The Secret to Customer Retention? Showing Them Care

Why generosity and loyalty go hand in hand.

Sending a gift should be easy. These days one can procure pretty much anything, from anywhere, at any time, and if you want to send somebody something it can be done in a few taps and swift clicks.

However, the foolish martyr in me wonders if the ease lessens the thought? Is the level of care proportional to the effort?

Is ease careless?

Back in the 1800s, a caring gift was a homemade gift. As time and technology progressed, the publishing industry was one of the first to pioneer the concept of giving something you hadn’t made yourself. At the time it was seen as strange, the idea that you would present a mass-produced item as a gift. To counter this perception, book publishers decided to print an inscription page where the gifter could inscribe their name and a personal note to say why they had chosen this book for this person, infusing the gift with care.

The historian Cindy Dickinson notes that this “presentation page” was incredibly important to gift-givers who were still “wary of mass commercialization.” I don’t think we have changed all that much, there is still a place for calling out what could cynically be seen as the commercialisation of sincerity. However, I am not sure that genuine care can be so easily diluted: it is fundamental, human and I would even go so far as to call it progressive. Its absence is always noted.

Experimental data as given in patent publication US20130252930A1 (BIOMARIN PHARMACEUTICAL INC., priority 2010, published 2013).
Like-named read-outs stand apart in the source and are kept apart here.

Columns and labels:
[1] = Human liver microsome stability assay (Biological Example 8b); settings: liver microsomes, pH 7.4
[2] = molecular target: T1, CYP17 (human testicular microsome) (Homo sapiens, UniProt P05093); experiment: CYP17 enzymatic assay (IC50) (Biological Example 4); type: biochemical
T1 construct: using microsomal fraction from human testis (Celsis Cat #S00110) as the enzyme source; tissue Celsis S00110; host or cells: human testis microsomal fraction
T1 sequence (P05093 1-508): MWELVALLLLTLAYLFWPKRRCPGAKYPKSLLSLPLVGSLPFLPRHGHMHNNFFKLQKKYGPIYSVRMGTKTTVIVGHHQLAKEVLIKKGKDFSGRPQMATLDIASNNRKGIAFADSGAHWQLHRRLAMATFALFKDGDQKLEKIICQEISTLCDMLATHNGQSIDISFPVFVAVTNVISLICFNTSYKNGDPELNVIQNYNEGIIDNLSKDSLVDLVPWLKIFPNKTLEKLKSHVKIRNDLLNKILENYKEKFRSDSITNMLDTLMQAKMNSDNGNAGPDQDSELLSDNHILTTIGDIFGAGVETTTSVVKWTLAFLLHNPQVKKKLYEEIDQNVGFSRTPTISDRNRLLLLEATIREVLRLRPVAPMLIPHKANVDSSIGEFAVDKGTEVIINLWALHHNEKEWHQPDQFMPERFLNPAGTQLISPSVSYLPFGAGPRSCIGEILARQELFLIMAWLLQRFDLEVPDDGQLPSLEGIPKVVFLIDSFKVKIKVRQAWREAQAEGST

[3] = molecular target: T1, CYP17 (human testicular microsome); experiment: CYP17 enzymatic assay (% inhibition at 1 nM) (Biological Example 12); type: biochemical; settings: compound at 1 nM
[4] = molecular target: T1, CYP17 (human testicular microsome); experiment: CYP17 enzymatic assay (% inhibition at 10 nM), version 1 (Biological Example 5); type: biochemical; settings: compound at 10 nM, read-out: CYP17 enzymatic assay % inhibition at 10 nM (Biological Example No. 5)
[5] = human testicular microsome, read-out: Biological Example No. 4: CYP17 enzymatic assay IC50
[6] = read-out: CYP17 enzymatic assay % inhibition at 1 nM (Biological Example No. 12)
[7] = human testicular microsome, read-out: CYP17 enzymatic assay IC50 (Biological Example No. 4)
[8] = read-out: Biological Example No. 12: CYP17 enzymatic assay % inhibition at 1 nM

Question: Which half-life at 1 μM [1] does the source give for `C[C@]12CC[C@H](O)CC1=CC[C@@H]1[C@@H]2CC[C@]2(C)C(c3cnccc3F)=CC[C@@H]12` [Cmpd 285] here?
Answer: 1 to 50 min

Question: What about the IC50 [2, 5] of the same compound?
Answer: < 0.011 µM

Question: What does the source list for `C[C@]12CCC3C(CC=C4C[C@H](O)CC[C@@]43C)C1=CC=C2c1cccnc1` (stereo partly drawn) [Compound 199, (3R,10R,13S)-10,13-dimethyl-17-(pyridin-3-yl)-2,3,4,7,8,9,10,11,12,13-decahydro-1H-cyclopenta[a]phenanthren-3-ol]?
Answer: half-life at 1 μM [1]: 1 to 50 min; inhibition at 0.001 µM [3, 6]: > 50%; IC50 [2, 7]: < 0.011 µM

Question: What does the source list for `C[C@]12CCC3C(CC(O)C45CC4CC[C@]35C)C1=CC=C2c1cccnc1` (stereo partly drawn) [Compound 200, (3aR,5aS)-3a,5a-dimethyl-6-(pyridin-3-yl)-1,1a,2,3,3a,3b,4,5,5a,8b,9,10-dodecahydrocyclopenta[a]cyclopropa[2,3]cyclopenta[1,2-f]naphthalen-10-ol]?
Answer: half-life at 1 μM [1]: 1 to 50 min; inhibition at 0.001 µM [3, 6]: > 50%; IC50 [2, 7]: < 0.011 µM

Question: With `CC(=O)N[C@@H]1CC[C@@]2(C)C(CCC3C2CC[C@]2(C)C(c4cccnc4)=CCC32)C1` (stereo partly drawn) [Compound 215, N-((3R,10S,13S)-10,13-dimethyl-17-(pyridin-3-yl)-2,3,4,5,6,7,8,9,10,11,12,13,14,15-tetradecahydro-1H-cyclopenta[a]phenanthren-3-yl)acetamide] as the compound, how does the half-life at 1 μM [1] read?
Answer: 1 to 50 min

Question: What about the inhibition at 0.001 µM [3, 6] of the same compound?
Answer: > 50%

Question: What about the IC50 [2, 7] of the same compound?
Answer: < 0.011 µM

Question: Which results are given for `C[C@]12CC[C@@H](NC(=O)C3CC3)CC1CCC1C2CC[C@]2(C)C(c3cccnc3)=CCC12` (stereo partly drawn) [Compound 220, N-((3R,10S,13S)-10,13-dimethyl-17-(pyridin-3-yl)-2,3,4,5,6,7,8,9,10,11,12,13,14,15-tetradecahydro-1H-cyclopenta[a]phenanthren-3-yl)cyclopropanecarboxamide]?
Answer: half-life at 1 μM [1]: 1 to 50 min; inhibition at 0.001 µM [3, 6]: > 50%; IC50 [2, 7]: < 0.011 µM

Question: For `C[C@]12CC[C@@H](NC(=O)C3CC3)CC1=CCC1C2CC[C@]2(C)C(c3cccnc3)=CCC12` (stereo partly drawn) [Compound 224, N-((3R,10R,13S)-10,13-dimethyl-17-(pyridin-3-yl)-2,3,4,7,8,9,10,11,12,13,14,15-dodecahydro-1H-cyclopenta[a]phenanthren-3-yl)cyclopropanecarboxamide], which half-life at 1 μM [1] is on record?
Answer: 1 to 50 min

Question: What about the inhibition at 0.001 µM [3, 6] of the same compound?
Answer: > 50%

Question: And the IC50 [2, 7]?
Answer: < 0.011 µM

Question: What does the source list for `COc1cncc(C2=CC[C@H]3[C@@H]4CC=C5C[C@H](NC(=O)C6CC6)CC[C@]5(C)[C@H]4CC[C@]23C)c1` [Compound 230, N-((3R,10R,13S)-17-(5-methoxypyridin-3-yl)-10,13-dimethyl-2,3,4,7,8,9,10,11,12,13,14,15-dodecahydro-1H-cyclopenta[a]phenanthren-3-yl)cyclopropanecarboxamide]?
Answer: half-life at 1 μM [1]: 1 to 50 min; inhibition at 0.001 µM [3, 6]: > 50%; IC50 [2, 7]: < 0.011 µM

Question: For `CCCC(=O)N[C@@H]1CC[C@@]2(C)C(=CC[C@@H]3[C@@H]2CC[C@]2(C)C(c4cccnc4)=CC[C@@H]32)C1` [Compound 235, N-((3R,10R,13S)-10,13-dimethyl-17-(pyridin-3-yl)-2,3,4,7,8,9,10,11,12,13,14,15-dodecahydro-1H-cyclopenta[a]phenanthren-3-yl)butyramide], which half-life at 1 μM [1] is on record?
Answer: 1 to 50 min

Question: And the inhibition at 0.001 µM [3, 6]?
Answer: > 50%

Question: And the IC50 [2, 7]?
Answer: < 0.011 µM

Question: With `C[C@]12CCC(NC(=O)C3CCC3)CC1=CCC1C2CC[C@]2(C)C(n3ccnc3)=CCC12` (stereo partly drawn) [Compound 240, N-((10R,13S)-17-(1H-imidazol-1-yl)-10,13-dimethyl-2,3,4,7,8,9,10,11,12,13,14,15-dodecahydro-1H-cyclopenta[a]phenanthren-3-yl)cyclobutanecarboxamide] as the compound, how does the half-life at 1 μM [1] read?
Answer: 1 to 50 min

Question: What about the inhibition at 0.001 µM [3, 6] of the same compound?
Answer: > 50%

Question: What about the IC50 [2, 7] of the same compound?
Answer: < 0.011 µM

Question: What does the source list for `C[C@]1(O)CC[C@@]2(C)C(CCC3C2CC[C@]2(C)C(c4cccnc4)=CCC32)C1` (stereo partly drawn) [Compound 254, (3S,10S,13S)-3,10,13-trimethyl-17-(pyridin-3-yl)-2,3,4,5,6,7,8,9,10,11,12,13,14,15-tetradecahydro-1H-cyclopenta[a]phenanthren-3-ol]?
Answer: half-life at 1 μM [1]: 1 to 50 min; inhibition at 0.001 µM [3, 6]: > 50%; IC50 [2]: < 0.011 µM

Teddy Kennedy

Bobby Kennedy during his 1968 presidential run (image: Andrew Saks, Getty)

Caring begets care.

Bobby Kennedy, in his presidential campaign of ’68, ran upon the idea of care, upon the belief that everything that “makes life worthwhile” had little to do with what could be measured, and more to do with the magic of everyday engagements: the showing of compassion and devotion, wit and courage. Political and practical, these were obvious traits in his personality but his sincerity and actions in the latter years of his life, brought real hope. He spoke of love and understanding; he empathised with communities he went forth with authenticity, and his caring approach galvanised a nation.

Care is not about one detail, it is about every detail. It is about your words and your actions, it is about engagement on every level. It means putting yourself forward with conviction and being vulnerable. Maybe that is the real cost of care, because doing less and exposing nothing is dangerously easy.

Care is not about one detail, it's about every detail.

Care is about progress. It is about being kind rather than being nice. In the context of a business, it is about having passionate patrons: advocates rather than merely satisfied customers. Care empowers those it touches. When acknowledged and nurtured, its effect inside a business is like alchemy. If you encourage care and trust people to show their better nature, the magic then surges through the organisation and out into the world.

Jonathan is a co-founder and the CEO of &Open. Creative and ever curious, he believes in taking a thoughtful and human approach to business and large-scale corporate gifting.


Next Article

The Power of Immeasurables in Business

A conversation with Ilse Crawford about care and capitalism.

By Jonathan Legge Jul 03, 2019


Curious about how we work?